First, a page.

I’ll Love You Until the End of the World

I’ll Love You Until the End of the World

The summit of Everest

is the size of a dinner table.

We touch hands across it in the dimly lit restaurant.

I always think of you as dead—

It hurts
to know and though I know
that there is always something to be made from pain,

I don’t want this

to be another night.

I don’t want this to be how I last remember you.

Don’t let this be the last time

your hands gather on my body

like this—

not here,
not this passage of bread,

not my body filling, drowning
at 26,000—

while the scene is fading. I want you to say
“Never leave me”
and I will live

forever

here with you even if it means being ice,

if it means taking off my clothes

in the no air here

and suffocating

on the monochromatic silence of sky

cooling, injured, beginning,
making ice,

human,
my breathing clawing how I want it. I want

this glistering black mountain, graveyard of scaleless fish in the
wind’s tide, glowing out from the spine.

In this you,
there can be no aftermath.
And I don’t know why I can’t stop

trying to prove love is more final than death,

trying to bring you back
from the dead.

Maybe I know the dead

don’t like to be alone.

Maybe I like the climb—

the raw, the serac, the telephone ringing.
What is it—

the air, the lack
of it

or love
that has me eaten
by ice

—alive—

say that is a once in a lifetime kind of pain—

a pain that only helps me understand other pain.
Or maybe

I want to know what actually happened
to your mind,

if only to understand what is going to happen to my own,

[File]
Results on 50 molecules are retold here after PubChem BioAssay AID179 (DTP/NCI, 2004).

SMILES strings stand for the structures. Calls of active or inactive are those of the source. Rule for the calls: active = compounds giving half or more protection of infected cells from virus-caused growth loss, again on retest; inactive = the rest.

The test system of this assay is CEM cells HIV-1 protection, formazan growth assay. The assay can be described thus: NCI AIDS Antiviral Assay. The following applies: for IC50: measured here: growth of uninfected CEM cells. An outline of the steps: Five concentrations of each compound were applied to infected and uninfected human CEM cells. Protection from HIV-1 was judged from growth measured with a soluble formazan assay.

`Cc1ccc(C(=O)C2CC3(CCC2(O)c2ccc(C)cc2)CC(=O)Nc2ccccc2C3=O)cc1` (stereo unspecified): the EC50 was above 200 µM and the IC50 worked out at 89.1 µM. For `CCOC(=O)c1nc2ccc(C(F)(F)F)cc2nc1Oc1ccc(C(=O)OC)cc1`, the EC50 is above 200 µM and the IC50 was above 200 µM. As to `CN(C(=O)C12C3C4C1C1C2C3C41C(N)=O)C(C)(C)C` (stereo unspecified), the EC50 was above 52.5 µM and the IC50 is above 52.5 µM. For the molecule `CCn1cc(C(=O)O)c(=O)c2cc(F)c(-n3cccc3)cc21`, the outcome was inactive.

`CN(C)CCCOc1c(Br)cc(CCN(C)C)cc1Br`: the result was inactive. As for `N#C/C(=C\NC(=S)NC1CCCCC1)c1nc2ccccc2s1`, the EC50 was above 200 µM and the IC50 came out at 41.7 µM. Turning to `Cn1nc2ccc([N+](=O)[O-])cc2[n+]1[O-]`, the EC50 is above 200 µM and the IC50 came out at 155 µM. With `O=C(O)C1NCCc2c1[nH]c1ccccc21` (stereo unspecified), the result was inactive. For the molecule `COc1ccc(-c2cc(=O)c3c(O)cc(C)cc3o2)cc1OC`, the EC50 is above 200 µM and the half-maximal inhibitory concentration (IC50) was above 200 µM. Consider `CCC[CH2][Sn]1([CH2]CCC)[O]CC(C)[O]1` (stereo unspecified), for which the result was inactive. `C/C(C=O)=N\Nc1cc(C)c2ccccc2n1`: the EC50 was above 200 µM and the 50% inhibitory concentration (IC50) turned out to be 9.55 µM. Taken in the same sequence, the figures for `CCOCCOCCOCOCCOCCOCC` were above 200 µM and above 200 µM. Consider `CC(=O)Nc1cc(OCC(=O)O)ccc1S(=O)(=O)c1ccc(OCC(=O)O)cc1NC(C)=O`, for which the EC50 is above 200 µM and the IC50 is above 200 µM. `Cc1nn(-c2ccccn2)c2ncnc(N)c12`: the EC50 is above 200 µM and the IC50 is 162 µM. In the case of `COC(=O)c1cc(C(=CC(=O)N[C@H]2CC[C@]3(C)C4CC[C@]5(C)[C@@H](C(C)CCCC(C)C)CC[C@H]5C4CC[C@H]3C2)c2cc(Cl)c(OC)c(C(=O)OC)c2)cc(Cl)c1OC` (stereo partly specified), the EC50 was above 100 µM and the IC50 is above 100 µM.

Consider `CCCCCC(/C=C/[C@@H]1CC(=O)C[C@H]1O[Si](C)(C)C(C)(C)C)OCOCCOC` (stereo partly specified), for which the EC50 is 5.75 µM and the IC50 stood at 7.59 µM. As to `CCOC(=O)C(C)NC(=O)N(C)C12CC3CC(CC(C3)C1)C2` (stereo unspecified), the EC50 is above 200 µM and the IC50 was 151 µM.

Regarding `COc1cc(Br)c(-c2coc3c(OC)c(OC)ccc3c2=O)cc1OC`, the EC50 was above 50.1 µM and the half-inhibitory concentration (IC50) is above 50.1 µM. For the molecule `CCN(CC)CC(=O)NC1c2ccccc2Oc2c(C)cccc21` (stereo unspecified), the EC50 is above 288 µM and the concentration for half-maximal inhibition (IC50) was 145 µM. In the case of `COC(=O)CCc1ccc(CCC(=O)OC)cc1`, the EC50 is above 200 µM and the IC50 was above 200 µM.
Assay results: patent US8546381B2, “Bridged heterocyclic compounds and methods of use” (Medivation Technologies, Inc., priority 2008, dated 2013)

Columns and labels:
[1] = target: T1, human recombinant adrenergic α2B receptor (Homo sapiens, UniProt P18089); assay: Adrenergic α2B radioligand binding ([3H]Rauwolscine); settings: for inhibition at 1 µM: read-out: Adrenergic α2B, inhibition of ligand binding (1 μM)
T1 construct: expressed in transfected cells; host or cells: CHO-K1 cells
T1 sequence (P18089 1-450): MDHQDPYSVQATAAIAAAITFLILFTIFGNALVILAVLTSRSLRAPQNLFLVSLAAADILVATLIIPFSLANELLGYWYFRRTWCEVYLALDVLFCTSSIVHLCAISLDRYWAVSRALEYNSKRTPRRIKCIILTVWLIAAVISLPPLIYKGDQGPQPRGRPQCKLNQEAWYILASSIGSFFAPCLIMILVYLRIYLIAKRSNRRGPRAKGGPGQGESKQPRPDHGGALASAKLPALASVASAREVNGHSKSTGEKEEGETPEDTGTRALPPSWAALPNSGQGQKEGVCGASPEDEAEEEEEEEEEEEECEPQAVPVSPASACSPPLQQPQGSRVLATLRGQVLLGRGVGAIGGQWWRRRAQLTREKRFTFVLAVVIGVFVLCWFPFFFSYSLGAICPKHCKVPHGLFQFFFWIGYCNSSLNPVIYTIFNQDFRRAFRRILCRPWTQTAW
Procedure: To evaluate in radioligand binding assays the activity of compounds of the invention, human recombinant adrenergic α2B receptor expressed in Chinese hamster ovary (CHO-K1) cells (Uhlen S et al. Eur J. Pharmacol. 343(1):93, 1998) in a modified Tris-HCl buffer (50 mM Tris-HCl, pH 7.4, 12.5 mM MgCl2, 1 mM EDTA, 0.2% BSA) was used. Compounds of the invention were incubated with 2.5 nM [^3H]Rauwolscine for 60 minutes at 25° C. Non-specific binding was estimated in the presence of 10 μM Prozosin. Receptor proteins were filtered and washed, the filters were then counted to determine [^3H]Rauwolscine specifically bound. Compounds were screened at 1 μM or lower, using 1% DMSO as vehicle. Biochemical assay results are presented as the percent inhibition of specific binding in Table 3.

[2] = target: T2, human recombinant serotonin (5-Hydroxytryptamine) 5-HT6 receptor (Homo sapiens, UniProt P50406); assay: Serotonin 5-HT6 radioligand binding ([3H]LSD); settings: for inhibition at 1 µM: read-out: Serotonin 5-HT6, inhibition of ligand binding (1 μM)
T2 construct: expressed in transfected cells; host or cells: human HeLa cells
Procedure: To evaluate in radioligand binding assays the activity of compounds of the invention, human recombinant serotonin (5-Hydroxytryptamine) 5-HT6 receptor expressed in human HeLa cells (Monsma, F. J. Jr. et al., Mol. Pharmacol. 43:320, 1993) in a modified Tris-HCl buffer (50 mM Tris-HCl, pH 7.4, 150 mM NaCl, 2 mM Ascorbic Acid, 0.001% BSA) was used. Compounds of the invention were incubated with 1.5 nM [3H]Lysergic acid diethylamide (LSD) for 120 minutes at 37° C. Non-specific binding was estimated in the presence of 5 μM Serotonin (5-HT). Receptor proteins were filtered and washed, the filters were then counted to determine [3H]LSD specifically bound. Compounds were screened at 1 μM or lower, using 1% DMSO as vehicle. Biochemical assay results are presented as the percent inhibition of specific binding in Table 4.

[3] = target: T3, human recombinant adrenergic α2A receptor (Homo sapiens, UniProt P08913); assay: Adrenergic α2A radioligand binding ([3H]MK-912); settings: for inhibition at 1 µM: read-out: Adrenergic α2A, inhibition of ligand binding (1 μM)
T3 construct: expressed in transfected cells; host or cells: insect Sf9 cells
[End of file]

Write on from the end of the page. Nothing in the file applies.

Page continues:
this high up where the cameras stop working or what is captured
on film is never believed.

You say to me: “If you are sleepless, know you are awake

in someone else’s dream.”

But what does it mean

that I am dreaming of you?

I am dreaming of the dead.

On this planet of distance,
in this house of regret

the upper rooms are haunted and ghosts

keep the lights on at strange hours,

never leave when asked.
never come when called.

The telephone is ringing and the dead on Everest answer:

“I am so cold—please

don’t cry. Everything will be fine.”

“Why aren’t you coming back?”

Let me tell you what a ghost is—

I will

stay awake
against the things that want to hurt you.

I will talk out loud to keep them away—
to keep
the future begging—
hands outstretched

for something to eat.

Image: @artbalistkiy / stock.adobe.com

About the author

Jill Mceldowney

Jill Mceldowney is the author of the chapbook Airs Above Ground (Finishing Line Press) as well as Kisses Over Babylon (dancing girl press). She is an editor and cofounder of Madhouse Press. She is also a recent National Poetry Series Finalist. Her previously published work can be found in journals such as Muzzle, Fugue, Vinyl, the Sonora Review, Prairie Schooner, and other notable publications.